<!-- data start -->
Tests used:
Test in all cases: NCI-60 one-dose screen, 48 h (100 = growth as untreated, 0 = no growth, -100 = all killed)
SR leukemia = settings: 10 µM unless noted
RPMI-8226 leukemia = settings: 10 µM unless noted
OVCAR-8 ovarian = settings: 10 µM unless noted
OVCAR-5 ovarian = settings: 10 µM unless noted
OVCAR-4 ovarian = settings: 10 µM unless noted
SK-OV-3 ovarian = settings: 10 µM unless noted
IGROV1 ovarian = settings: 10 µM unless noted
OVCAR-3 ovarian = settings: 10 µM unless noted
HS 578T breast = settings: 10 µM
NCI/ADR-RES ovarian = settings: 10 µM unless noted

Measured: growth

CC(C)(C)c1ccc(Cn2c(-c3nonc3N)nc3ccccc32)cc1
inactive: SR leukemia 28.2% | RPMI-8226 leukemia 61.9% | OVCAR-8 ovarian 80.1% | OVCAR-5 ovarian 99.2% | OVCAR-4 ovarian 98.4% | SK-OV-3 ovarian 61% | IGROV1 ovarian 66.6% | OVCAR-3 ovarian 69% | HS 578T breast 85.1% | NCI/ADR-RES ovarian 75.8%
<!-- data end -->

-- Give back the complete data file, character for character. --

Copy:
Tests used:
Test in all cases: NCI-60 one-dose screen, 48 h (100 = growth as untreated, 0 = no growth, -100 = all killed)
SR leukemia = settings: 10 µM unless noted
RPMI-8226 leukemia = settings: 10 µM unless noted
OVCAR-8 ovarian = settings: 10 µM unless noted
OVCAR-5 ovarian = settings: 10 µM unless noted
OVCAR-4 ovarian = settings: 10 µM unless noted
SK-OV-3 ovarian = settings: 10 µM unless noted
IGROV1 ovarian = settings: 10 µM unless noted
OVCAR-3 ovarian = settings: 10 µM unless noted
HS 578T breast = settings: 10 µM
NCI/ADR-RES ovarian = settings: 10 µM unless noted

Measured: growth

CC(C)(C)c1ccc(Cn2c(-c3nonc3N)nc3ccccc32)cc1
inactive: SR leukemia 28.2% | RPMI-8226 leukemia 61.9% | OVCAR-8 ovarian 80.1% | OVCAR-5 ovarian 99.2% | OVCAR-4 ovarian 98.4% | SK-OV-3 ovarian 61% | IGROV1 ovarian 66.6% | OVCAR-3 ovarian 69% | HS 578T breast 85.1% | NCI/ADR-RES ovarian 75.8%